Home series against England[edit]

Back home in South Africa, McMillan all but disappeared from first-class cricket outside Tests. There was a single appearance in the 1929–30 season and none at all in the 1930–31 season, apart from the five Test matches against England touring team, where he played in every match. The first game prived to be decisive in the series: South Africa won by 28 runs and all the other games in the series were drawn. McMillan's contribution to the victory came with bat rather than ball. With South Africa reduced to 81 for nine wickets, McMillan and last batsman Bob Newson put on 45 for the 10th wicket, and McMillan was left unbeaten on 45, his highest score of the series, when Newson was bowled by Maurice Tate. He scored 14 in the second innings but took only one English wicket.[11] The second Test was a high-scoring draw, and McMillan took five wickets in the match at a cost of 35 runs apiece.[12] The third match was ruined by rain, and McMillan contributed little with either bat or ball.[13] In the fourth Test, there were a couple of wickets from him and some useful runs in the second innings when, after a competitive declaration by England, South Africa was fleetingly in danger of losing the match.[14] With South Africa needing only to draw the final Test to secure the series victory, McMillan again chipped in with scores of 29 not out and 28, and a couple of wickets as a slow match drifted to a draw.[15] In the series as a whole, McMillan had contributed 180 runs at an average of 30 and 10 wickets at an average of 40.90.

Tour to Australia and New Zealand[edit]

Though McMillan's Test figures had been modest, he was cited as "the best slow bowler of the tourists" a syndicated Louis Duffus article in Australian newspapers at the start of the 1931–32 tour to Australia and New Zealand.[8] The same article described him as "short and tubby".

In fact, the tour marked the end of McMillan's first-class cricket career, and it began very well for him, with a career-best bowling performance of nine wickets for 53 runs in South Australia's second innings in one of the warm-up matches before the first Test.[16] That Test, by contrast, was a personal failure: he failed to score in either innings and took no wickets in 10 expensive overs as Donald Bradman hit the first of four centuries (in five innings) in the series.[17] McMillan was dropped for the second Test, but returned for the third match of the rubber. He took no wickets in the first innings, but then scored 29 and shared in an eighth wicket partnership of 104 with Ken Viljoen in South Africa's first innings. He followed that with four wickets for 150 in Australia's second innings, his best in Test cricket to that point.[18] The fourth Test was not a success for McMillan: he made scores of 19 and 3 and took no wickets.[19] And though there were three wickets for him for 29 runs in the fifth and final Test, the match was decided by South Africa's batting woes in difficult conditions, which saw the whole team dismissed first for 36 and then for 45; McMillan recorded his second "pair" of the series.[20]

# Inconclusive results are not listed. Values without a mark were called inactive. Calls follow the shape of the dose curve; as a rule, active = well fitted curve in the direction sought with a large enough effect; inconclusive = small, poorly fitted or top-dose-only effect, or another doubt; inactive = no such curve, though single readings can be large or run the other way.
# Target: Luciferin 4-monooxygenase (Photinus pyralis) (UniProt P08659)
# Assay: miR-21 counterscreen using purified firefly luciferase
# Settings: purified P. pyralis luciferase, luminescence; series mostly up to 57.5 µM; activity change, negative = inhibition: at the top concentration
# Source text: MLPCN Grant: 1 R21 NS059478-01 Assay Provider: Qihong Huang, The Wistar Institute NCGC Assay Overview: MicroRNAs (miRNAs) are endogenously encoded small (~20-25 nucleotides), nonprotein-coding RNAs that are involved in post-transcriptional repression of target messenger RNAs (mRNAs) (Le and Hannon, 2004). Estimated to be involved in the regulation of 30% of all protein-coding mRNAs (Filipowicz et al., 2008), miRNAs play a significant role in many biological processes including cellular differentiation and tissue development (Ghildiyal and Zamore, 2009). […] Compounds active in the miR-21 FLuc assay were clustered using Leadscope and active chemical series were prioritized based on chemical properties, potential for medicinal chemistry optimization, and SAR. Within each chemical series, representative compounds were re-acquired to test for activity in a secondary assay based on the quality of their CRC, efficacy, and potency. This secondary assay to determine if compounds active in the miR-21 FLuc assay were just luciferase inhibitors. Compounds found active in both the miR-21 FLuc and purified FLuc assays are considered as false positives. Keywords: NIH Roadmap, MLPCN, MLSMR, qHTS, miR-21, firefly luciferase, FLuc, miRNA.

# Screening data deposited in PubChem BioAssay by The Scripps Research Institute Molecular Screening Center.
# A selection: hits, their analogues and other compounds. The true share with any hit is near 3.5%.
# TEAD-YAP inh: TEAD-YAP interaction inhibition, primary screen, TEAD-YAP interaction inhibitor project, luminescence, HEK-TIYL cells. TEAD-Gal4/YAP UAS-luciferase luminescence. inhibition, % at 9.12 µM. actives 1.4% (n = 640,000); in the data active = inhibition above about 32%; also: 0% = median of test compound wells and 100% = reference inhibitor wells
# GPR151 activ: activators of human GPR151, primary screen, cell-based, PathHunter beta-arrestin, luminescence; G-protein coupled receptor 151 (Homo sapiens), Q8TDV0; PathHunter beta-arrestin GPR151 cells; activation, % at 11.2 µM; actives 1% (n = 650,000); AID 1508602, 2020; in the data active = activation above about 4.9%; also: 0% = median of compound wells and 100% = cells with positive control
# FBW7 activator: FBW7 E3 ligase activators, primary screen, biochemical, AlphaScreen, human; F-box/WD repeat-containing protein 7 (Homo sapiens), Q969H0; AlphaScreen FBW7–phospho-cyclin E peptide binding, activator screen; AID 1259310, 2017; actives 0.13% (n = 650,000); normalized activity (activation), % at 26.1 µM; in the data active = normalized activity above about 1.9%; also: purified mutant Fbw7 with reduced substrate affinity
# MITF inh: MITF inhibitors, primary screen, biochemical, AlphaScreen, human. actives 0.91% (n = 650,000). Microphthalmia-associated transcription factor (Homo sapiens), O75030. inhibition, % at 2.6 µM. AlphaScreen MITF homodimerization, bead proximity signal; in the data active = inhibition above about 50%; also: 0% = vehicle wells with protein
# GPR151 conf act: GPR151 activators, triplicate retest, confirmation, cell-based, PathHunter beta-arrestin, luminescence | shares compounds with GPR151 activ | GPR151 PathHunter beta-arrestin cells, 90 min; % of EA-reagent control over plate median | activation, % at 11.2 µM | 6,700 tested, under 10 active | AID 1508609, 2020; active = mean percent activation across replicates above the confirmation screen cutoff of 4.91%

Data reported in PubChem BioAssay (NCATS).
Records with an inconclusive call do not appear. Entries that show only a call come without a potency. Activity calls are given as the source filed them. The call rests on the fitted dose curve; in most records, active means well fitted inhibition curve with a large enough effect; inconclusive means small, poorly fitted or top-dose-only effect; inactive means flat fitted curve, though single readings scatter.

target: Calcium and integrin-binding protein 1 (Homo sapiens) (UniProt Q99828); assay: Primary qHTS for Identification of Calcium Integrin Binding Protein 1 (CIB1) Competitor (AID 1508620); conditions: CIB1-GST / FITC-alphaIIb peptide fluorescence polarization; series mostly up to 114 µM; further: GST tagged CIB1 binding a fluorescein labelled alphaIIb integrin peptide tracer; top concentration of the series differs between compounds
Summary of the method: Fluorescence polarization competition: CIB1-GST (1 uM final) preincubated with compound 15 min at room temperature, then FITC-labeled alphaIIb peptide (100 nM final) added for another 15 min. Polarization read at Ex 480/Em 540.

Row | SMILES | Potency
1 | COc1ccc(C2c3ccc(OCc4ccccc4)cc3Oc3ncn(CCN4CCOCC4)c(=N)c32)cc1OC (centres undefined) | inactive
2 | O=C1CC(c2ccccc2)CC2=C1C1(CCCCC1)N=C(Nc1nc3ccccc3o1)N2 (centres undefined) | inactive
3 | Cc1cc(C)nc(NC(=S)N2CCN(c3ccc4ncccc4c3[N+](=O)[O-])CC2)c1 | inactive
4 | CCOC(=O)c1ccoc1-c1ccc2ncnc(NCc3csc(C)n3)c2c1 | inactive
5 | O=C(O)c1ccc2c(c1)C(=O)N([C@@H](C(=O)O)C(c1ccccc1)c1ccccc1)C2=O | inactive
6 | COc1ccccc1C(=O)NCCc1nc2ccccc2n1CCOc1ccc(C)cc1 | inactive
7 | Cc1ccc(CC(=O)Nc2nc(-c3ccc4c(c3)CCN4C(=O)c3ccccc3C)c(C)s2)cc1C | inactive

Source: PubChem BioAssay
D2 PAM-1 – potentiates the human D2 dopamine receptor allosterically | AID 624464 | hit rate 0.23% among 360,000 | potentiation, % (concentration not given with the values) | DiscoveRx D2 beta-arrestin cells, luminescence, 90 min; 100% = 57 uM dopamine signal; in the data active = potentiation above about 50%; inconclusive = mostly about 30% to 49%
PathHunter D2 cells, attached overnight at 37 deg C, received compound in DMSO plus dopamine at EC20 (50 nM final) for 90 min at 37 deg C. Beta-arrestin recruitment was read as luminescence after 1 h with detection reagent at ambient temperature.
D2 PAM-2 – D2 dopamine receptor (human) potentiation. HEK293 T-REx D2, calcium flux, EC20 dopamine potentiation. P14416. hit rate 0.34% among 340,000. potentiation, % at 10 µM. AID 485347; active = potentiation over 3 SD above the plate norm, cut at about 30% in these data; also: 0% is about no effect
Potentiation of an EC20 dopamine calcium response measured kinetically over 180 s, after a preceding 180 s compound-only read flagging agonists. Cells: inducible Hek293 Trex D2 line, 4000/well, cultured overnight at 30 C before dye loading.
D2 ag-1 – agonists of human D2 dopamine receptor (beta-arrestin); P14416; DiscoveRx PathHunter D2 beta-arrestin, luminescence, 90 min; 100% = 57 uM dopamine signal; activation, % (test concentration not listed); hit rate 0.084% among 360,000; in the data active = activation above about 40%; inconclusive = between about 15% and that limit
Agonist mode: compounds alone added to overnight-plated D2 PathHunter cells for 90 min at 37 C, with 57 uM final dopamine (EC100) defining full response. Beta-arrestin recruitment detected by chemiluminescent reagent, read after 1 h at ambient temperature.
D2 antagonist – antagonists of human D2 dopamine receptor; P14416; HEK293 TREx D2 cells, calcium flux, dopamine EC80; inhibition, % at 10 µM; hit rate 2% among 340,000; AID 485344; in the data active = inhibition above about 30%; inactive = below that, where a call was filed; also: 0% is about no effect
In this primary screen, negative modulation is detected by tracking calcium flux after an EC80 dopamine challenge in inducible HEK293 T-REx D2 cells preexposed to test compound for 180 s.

Having lost the Australian series 5–0, the South Africans then moved on to New Zealand to play two Test matches against much less demanding opposition, winning both games. McMillan had his two best Test bowling performances in these games. In the first of them, he took four for 61 in the first innings and followed that with five for 66 in the second innings.[21] In the second match he took five for 125 in the first innings and a further two wickets in the second.[22]